There are 230 workers and all but 10 of them live on the island. They might be occasionally slow, especially in the restaurant, but they are all genuinely friendly. Of all the times I passed the workers, maybe one of them didn’t greet me.
The resort has two main restaurants on either side of the island. Deep End offers fine dining with progressive world cuisine and is only open for dinner. 24 Degrees serves all day long in an ultra-casual atmosphere – most of the tables are on the beach. The food is solid and they have a ton of dishes to choose from. I’m talking everything but Kosher food because they don’t have a rabbi blessing the food. The menu has items like Australian beef cheeseburgers, chicken enchiladas, pizza, pad Thai and Maldivean Rock lobster. My favorite was pav akuri for breakfast, which is eggs scrambled with Indian herbs and spices and served with butter toasted sweet buns. There’s also 24-hour in-villa dining.
If you thought the food menu was extensive wait until you see the drink list. For an island, they have quite a collection. The ingredients are 100% natural as they use cane sugar or honey for sweeteners and they use seasonal fruit (watermelon is grown all year round). The biggest drink can be found in The Equator Bar, called the Romantic Jumbo for two ($40) that is made with watermelon and lime juices, tequila, vodka and some other secret ingredients they wouldn’t tell me. My favorite was the Dreamer ($11) listed under the non-alcoholic coolers, which consisted of chopped orange chunks, mint leaves, and topped up with fresh passion fruit and watermelon juice. FYI: When you land in Male, you will see signs that say alcohol and products containing alcohol (in any quantity) are restricted by law. The only place you can drink is on one of the country’s 90 resorts.
17. Live Music
Almost every night, the resort has local musicians come and play. And on holiday weekends like when we were there (Easter), they had a band each night. They both played contemporary western music.
18. Sunset Cruise
On our last night, we took a traditional Dhoni boat ride and went out on a one-hour sunset cruise. Because it was a holiday weekend, they had a really talented guitarist on board and the crew served champagne, fresh fruit and canapés.
19. Spa and Gym
The Jiva Grande Spa is brand new and has a doctor who offers free consultations. Natalie got a facial and loved it, while I took one of their free 30-minute yoga classes then hit the gym that’s housed in an overwater bungalow.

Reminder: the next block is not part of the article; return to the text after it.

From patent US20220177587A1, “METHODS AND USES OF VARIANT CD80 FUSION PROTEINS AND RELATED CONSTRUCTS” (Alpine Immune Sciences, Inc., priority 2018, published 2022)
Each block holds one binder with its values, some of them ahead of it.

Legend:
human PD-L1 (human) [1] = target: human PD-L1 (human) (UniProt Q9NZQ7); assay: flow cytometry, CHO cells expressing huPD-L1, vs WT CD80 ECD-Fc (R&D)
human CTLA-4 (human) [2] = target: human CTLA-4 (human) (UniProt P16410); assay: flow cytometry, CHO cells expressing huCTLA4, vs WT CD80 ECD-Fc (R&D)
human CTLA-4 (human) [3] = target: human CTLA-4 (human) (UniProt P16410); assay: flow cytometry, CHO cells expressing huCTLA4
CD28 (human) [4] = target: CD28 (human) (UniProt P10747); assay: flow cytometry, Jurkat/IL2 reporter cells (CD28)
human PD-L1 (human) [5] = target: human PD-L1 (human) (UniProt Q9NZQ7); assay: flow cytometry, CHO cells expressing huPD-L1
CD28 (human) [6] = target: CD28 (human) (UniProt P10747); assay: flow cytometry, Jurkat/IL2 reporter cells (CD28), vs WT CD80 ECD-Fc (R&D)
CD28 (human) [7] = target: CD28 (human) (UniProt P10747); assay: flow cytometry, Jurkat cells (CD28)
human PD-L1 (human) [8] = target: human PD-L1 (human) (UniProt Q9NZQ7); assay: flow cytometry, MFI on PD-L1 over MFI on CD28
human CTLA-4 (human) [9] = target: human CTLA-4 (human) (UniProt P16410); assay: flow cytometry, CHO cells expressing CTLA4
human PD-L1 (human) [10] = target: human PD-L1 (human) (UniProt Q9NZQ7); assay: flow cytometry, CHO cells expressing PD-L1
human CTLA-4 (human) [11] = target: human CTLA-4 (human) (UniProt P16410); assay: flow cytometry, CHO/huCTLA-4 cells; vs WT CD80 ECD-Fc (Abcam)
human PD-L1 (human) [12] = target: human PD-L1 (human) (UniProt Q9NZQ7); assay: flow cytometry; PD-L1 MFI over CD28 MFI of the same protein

20. Private Island Dining
We didn’t get to experience it personally but I did see guests dining privately in different parts of the island, including out in the middle of the lagoon. Beautiful and romantic.
21. Eco-Friendly Water Bottles
Every room is stocked with re-usable bottles with the following message printed on the back: “In line with our endeavour to be eco-friendly, the water in this bottle is a product of the Classic Crystal purification system, and the bottle is re-usable, saving Alila Villas Hadahaa from disposing of about 100 000 plastic bottles each year.”
22. Plane Spotting
I love watching planes take off and land and here you can do it from your own bungalow. You only see the planes land so it’s not loud unlike the noise of planes taking off. I learned they have six flights a day from the Middles East (Qatar, Emirates, Etihad, Oman Air), a number from Asia like Air India, Sri Lanka, Singapore and some from Europe like British Airways and some charters I didn’t recognize. It’s exciting to see them come in and land and I could imagine the smiles on those passengers’ faces – I wonder if they were bigger than mine?
Good To Know
-The Maldives is way more expensive than I imagined. I know it’s an island nation (made up of 1,197 islands, 200 of which are inhabited), so everything is rightly marked up but this destination isn’t cheap. Rooms at start at $750 a night and that’s during low season (June – August).
-The resorts need to do a better job of picking up plastic bags and water bottles that float up on shore just like while I was in Malaysia.
-The airport shops list prices in US dollars and will give you change in greenbacks. It’s not cheap. A simple shot glass costs $5, as did a pack of 10 unexciting postcards.
-Many Maldivians speak Italian as an Italian tourist discovered it in the 1980s.
-Here’s the the capital.
-Check out more photos that will inspire you to travel to the Maldives.